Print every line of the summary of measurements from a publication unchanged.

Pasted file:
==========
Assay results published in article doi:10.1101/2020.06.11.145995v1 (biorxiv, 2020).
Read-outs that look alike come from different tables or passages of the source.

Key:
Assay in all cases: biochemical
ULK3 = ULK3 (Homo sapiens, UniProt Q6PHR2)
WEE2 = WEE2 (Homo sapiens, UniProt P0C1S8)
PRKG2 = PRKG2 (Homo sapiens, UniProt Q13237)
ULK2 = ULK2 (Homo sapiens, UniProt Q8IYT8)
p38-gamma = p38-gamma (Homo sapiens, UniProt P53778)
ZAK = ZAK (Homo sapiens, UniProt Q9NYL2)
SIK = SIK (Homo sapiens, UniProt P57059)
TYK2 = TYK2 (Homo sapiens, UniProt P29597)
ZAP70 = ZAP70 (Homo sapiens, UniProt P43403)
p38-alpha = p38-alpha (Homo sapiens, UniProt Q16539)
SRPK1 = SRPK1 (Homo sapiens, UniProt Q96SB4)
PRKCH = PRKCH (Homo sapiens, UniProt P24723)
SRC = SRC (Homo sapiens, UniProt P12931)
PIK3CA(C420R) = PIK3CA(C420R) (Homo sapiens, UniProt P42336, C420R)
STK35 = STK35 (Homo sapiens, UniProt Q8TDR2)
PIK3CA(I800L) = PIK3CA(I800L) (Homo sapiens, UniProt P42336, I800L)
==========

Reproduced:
Assay results published in article doi:10.1101/2020.06.11.145995v1 (biorxiv, 2020).
Read-outs that look alike come from different tables or passages of the source.

Key:
Assay in all cases: biochemical
ULK3 = ULK3 (Homo sapiens, UniProt Q6PHR2)
WEE2 = WEE2 (Homo sapiens, UniProt P0C1S8)
PRKG2 = PRKG2 (Homo sapiens, UniProt Q13237)
ULK2 = ULK2 (Homo sapiens, UniProt Q8IYT8)
p38-gamma = p38-gamma (Homo sapiens, UniProt P53778)
ZAK = ZAK (Homo sapiens, UniProt Q9NYL2)
SIK = SIK (Homo sapiens, UniProt P57059)
TYK2 = TYK2 (Homo sapiens, UniProt P29597)
ZAP70 = ZAP70 (Homo sapiens, UniProt P43403)
p38-alpha = p38-alpha (Homo sapiens, UniProt Q16539)
SRPK1 = SRPK1 (Homo sapiens, UniProt Q96SB4)
PRKCH = PRKCH (Homo sapiens, UniProt P24723)
SRC = SRC (Homo sapiens, UniProt P12931)
PIK3CA(C420R) = PIK3CA(C420R) (Homo sapiens, UniProt P42336, C420R)
STK35 = STK35 (Homo sapiens, UniProt Q8TDR2)
PIK3CA(I800L) = PIK3CA(I800L) (Homo sapiens, UniProt P42336, I800L)